It was a year ago this week that our beloved Labrador retriever, Gracie — the sweet girl we brought home in 2004 after the death of Marley — died unexpectedly due to a rare auto-immune reaction to Lymes disease. She was just 6, and should have had many years ahead of her. We were heartbroken, of course, as all pet owners understand too well. Part of the sadness was seeing the effect the loss of Gracie had on our other Lab, Woodson.
Woodson, as regular readers of this blog know, was one of the puppy stars of the Marley & Me movie. At the end of filming, the producer and director presented him to my family as a present. We were instantly smitten, and he seemed to be, too. Gracie was his running partner, and together they would lope from one end of the property to the other, nearly nonstop. They played constantly, nipping at each others necks, tumbling, wrestling. After her death, he moped around alone for weeks. Some nights I would catch him going from room to room on all three floors of our house, and I knew he was looking for her. Eventually, he seemed to move past it, but his happy-go-lucky joy seemed to be extinguished. Without his playmate, he mostly just sniffed quietly around the yard alone. The days of running and nipping and tumbling were behind him.
Enter, the latest addition to our canine family: Wallace. If he looks a lot like a miniature version of Woodson, it might be because they are cousins. We got Wallace from the same breeder who provided Woodson to the movie studio. Diane and Joe Citro are a wonderful couple from eastern Ohio who take a lot of pride in their calm, gentle line of English-style Labradors. Woodson’s father is Wallace’s grandfather. We now have two generations of this beautiful line. (Thanks, Diane and Joe!) And Woodson again has a playmate. The puppy keeps him running and is constantly tiring him out. It’s hilarious to watch.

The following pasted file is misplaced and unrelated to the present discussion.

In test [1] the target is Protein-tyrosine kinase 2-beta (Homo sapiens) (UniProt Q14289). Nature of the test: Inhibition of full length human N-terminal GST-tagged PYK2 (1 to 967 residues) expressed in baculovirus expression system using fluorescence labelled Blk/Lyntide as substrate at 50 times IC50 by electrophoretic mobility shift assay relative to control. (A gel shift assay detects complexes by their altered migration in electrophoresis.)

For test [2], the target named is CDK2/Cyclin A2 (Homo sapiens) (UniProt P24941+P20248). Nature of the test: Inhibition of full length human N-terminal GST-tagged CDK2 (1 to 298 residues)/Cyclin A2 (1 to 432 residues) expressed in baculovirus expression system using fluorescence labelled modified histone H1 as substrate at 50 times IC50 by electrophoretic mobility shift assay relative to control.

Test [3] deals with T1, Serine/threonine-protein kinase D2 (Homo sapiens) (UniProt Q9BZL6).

Wallace is 12 weeks old, and we have had him for the last four. We can already tell he’s going to be a calm dog with a great disposition. He’s making great strides on the housebreaking front, and somehow he taught himself to sit on command without us showing him. I think big cousin Woodson, who automatically sits and puts up a front paw whenever food is in sight, showed him the ropes. Life with a puppy is a little like life with an infant, and the first week or two Jenny and I were walking around the house like two zombies. The puppy was getting us up three to four times a night to go out. And sometimes — most often at about 3 a.m. — he simply wanted to lie in the grass and chew a stick. Now he is consistently sleeping through the night, which is welcome.
At any rate, a puppy photo is worth about 6 million words. So here are a few more shots of the little man.
Wallace (left) with his twin brother at about four weeks before we brought him home.
Woodson and Wallace getting acquainted on the puppy’s first night home.
I realize this probably constitutes puppy porn, but we could not resist dressing him up for the holidays.